Epilepsy Canada, founded in 1966, is a non-profit organization whose mission is to enhance the quality of life for persons affected by epilepsy. Through promotion and supportive research, education and awareness initiatives, this organization is building understanding and acceptance of epilepsy.

The Canadian Epilepsy Alliance is a Canada-wide network of grassroots organizations dedicated to the promotion of independence and quality of life for people with epilepsy and their families. It provides support services, information, advocacy and public awareness, and is working to make a difference for those living with epilepsy.

Working together to develop shared resources, they have standardized protocols for the prevention of head injuries and activities that target sports organizations at all levels. This includes team sports participants, their coaches, trainers and parents.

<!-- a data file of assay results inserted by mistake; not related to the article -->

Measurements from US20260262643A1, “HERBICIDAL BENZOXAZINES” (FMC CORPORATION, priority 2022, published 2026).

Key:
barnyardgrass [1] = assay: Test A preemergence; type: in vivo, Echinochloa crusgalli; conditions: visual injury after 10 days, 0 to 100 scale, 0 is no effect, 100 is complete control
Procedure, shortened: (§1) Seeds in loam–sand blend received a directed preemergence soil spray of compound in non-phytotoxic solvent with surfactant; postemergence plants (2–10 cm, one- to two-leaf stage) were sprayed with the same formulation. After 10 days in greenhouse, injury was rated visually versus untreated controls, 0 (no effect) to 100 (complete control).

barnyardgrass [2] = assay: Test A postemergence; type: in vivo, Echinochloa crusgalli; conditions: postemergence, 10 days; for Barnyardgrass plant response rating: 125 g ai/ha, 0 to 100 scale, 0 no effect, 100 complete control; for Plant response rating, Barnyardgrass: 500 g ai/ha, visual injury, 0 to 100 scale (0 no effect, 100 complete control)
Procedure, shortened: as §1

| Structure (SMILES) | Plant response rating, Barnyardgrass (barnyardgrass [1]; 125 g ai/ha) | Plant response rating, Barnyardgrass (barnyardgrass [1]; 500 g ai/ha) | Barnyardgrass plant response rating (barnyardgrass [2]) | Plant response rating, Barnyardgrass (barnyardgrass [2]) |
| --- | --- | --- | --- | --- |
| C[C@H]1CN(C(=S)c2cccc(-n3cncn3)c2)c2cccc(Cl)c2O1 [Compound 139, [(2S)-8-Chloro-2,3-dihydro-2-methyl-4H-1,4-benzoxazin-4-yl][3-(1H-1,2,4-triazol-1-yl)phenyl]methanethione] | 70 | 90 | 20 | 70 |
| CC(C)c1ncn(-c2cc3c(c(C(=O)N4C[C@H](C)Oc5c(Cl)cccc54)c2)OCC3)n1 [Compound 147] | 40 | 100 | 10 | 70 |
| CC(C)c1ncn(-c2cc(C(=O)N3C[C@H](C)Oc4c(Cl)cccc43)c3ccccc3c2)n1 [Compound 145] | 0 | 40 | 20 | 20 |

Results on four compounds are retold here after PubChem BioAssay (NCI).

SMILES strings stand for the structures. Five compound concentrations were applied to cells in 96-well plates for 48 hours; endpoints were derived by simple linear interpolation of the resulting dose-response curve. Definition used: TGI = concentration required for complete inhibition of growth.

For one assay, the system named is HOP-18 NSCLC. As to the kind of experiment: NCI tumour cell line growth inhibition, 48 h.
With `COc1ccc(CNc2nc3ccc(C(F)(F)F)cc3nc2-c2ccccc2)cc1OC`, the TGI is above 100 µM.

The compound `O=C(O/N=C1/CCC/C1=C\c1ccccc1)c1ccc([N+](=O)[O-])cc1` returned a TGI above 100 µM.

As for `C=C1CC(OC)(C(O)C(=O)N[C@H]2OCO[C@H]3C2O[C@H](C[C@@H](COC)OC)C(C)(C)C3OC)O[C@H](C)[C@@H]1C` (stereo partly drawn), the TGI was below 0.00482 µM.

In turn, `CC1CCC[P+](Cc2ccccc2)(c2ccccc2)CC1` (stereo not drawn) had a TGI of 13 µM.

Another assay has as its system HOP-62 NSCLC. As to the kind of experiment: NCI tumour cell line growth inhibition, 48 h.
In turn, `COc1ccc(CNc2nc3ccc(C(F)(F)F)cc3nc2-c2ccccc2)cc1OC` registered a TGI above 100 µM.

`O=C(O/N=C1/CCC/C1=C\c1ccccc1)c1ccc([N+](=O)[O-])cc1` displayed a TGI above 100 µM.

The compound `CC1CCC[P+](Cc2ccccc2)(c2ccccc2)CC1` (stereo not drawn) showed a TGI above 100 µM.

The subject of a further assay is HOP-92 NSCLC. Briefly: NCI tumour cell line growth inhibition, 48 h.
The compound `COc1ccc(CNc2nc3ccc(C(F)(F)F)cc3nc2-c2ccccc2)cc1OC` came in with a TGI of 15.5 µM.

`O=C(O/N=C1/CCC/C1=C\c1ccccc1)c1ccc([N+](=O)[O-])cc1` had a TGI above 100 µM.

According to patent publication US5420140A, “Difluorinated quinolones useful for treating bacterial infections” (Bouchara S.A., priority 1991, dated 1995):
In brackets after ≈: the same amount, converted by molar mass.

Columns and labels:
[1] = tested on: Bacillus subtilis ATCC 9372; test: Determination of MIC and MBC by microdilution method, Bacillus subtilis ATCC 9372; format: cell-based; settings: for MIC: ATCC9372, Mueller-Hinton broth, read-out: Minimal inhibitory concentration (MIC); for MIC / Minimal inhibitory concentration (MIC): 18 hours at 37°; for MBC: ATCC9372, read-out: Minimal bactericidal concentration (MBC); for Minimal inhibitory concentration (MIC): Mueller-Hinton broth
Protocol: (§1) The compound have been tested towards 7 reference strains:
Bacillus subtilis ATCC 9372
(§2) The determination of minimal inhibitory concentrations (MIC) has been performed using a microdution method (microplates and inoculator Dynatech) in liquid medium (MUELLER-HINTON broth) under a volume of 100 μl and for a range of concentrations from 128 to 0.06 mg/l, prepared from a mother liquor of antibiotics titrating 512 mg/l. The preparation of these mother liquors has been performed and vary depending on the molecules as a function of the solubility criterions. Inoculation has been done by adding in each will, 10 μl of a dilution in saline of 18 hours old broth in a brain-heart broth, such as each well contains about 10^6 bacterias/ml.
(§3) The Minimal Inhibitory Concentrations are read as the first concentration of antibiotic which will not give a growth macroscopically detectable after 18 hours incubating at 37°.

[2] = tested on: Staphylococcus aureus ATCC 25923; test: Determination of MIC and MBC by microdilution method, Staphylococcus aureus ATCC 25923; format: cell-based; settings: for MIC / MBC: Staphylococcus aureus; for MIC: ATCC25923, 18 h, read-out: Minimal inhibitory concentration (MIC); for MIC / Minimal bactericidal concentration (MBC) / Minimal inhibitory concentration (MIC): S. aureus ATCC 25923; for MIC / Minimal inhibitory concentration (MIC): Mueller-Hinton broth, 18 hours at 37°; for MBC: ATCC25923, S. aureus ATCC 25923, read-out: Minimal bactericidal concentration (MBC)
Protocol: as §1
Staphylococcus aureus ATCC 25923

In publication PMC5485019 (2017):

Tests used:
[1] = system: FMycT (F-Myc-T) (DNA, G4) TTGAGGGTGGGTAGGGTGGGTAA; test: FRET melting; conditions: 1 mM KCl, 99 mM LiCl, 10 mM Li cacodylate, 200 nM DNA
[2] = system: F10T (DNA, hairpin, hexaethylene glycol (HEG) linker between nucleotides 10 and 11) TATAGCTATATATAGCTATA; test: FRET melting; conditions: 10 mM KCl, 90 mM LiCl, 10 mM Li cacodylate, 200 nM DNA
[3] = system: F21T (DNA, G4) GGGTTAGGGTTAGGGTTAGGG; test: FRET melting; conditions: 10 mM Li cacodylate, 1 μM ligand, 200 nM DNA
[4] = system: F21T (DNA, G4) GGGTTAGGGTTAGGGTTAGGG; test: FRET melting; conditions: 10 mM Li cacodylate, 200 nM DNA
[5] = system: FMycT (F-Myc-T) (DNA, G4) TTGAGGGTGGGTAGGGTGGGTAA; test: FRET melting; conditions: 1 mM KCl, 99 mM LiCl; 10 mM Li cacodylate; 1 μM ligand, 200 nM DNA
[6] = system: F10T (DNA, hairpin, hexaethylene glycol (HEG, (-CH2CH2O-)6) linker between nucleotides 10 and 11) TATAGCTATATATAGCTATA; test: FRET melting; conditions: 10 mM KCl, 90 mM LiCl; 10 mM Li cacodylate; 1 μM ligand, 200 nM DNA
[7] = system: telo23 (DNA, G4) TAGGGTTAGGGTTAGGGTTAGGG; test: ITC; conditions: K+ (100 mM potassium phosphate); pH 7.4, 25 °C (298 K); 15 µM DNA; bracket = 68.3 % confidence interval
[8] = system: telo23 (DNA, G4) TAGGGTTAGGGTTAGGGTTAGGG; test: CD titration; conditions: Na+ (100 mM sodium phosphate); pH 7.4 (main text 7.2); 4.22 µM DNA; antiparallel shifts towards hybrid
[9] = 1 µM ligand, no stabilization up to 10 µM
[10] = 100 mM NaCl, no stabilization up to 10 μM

In order to make its own programs work, the government relies heavily on research and surveillance. For this reason, $15 million has been allocated to the national population health study for neurological conditions to strengthen the knowledge and evidence base related to this condition.

Along with other neurological disorders, this study will examine the prevalence of symptomatic epilepsy and emerging risk factors, identifying trends in preventable injuries so that an appropriate response can be developed.

It is a suite of studies aiming to fill gaps in knowledge about individuals with neurological conditions, their families and their caregivers. The studies are administered by the Public Health Agency of Canada. They will provide key information to improve current knowledge about the incidence and prevalence of neurological conditions.